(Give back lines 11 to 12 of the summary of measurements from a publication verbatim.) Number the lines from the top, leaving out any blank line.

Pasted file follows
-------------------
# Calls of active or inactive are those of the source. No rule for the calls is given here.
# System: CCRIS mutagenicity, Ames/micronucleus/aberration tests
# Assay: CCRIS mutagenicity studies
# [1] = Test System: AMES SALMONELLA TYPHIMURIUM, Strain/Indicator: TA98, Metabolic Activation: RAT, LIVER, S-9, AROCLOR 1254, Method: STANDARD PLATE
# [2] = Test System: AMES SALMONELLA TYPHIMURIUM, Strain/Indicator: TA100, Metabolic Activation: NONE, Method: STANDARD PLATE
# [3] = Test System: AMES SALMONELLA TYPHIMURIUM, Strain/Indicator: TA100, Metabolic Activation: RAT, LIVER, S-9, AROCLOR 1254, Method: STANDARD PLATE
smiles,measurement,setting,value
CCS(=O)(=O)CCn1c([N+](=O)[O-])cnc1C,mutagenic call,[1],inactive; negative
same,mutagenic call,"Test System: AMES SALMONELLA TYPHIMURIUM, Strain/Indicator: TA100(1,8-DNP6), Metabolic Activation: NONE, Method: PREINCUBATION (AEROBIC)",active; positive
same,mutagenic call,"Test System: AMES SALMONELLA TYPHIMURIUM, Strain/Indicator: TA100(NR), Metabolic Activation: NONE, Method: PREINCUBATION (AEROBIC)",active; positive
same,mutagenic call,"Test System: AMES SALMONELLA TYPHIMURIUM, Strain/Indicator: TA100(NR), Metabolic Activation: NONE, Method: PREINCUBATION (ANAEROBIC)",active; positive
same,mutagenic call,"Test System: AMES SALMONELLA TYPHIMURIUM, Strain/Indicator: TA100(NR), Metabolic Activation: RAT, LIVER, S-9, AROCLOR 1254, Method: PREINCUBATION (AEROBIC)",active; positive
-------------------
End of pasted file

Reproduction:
same,mutagenic call,"Test System: AMES SALMONELLA TYPHIMURIUM, Strain/Indicator: TA100(NR), Metabolic Activation: NONE, Method: PREINCUBATION (ANAEROBIC)",active; positive
same,mutagenic call,"Test System: AMES SALMONELLA TYPHIMURIUM, Strain/Indicator: TA100(NR), Metabolic Activation: RAT, LIVER, S-9, AROCLOR 1254, Method: PREINCUBATION (AEROBIC)",active; positive